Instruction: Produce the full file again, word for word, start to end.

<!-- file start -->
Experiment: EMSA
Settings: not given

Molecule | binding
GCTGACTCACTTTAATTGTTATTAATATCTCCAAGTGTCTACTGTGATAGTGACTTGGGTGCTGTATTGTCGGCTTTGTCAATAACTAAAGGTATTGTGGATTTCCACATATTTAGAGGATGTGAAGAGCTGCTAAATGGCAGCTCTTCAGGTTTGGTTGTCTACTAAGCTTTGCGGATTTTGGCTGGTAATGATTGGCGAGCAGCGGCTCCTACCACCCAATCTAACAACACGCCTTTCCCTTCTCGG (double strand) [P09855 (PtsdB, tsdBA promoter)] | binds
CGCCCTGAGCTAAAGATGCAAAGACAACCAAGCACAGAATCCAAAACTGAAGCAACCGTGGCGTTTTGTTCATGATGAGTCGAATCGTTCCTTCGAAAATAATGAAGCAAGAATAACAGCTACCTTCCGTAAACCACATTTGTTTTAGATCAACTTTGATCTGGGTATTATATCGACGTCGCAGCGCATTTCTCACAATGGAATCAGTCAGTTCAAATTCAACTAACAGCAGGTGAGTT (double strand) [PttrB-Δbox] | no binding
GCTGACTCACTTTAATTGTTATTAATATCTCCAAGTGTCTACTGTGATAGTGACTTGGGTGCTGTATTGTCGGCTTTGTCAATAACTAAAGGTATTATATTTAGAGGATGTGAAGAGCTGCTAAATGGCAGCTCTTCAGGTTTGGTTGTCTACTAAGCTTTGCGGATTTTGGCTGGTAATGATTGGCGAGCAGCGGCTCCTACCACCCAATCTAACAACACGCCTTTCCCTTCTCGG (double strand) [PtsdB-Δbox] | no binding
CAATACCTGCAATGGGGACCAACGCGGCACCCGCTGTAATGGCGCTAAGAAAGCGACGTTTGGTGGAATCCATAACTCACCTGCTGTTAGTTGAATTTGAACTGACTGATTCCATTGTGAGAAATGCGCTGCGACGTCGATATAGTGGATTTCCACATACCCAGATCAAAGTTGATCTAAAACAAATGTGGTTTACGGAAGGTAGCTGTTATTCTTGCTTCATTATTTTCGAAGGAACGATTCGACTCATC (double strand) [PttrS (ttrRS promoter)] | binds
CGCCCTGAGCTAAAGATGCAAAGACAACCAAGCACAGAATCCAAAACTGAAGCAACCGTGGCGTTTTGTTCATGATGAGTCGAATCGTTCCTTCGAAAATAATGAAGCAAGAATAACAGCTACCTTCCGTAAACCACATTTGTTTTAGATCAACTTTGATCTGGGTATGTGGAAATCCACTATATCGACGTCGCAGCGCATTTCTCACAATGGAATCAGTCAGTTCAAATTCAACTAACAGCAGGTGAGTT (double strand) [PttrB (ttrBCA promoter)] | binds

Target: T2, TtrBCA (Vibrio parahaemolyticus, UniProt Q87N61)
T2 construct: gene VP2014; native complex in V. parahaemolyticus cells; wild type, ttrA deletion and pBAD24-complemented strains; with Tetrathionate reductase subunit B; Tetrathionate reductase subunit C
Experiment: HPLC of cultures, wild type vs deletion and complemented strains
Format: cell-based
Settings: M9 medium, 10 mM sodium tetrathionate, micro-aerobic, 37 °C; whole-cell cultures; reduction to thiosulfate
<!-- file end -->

Experiment: EMSA
Settings: not given

Molecule | binding
GCTGACTCACTTTAATTGTTATTAATATCTCCAAGTGTCTACTGTGATAGTGACTTGGGTGCTGTATTGTCGGCTTTGTCAATAACTAAAGGTATTGTGGATTTCCACATATTTAGAGGATGTGAAGAGCTGCTAAATGGCAGCTCTTCAGGTTTGGTTGTCTACTAAGCTTTGCGGATTTTGGCTGGTAATGATTGGCGAGCAGCGGCTCCTACCACCCAATCTAACAACACGCCTTTCCCTTCTCGG (double strand) [P09855 (PtsdB, tsdBA promoter)] | binds
CGCCCTGAGCTAAAGATGCAAAGACAACCAAGCACAGAATCCAAAACTGAAGCAACCGTGGCGTTTTGTTCATGATGAGTCGAATCGTTCCTTCGAAAATAATGAAGCAAGAATAACAGCTACCTTCCGTAAACCACATTTGTTTTAGATCAACTTTGATCTGGGTATTATATCGACGTCGCAGCGCATTTCTCACAATGGAATCAGTCAGTTCAAATTCAACTAACAGCAGGTGAGTT (double strand) [PttrB-Δbox] | no binding
GCTGACTCACTTTAATTGTTATTAATATCTCCAAGTGTCTACTGTGATAGTGACTTGGGTGCTGTATTGTCGGCTTTGTCAATAACTAAAGGTATTATATTTAGAGGATGTGAAGAGCTGCTAAATGGCAGCTCTTCAGGTTTGGTTGTCTACTAAGCTTTGCGGATTTTGGCTGGTAATGATTGGCGAGCAGCGGCTCCTACCACCCAATCTAACAACACGCCTTTCCCTTCTCGG (double strand) [PtsdB-Δbox] | no binding
CAATACCTGCAATGGGGACCAACGCGGCACCCGCTGTAATGGCGCTAAGAAAGCGACGTTTGGTGGAATCCATAACTCACCTGCTGTTAGTTGAATTTGAACTGACTGATTCCATTGTGAGAAATGCGCTGCGACGTCGATATAGTGGATTTCCACATACCCAGATCAAAGTTGATCTAAAACAAATGTGGTTTACGGAAGGTAGCTGTTATTCTTGCTTCATTATTTTCGAAGGAACGATTCGACTCATC (double strand) [PttrS (ttrRS promoter)] | binds
CGCCCTGAGCTAAAGATGCAAAGACAACCAAGCACAGAATCCAAAACTGAAGCAACCGTGGCGTTTTGTTCATGATGAGTCGAATCGTTCCTTCGAAAATAATGAAGCAAGAATAACAGCTACCTTCCGTAAACCACATTTGTTTTAGATCAACTTTGATCTGGGTATGTGGAAATCCACTATATCGACGTCGCAGCGCATTTCTCACAATGGAATCAGTCAGTTCAAATTCAACTAACAGCAGGTGAGTT (double strand) [PttrB (ttrBCA promoter)] | binds

Target: T2, TtrBCA (Vibrio parahaemolyticus, UniProt Q87N61)
T2 construct: gene VP2014; native complex in V. parahaemolyticus cells; wild type, ttrA deletion and pBAD24-complemented strains; with Tetrathionate reductase subunit B; Tetrathionate reductase subunit C
Experiment: HPLC of cultures, wild type vs deletion and complemented strains
Format: cell-based
Settings: M9 medium, 10 mM sodium tetrathionate, micro-aerobic, 37 °C; whole-cell cultures; reduction to thiosulfate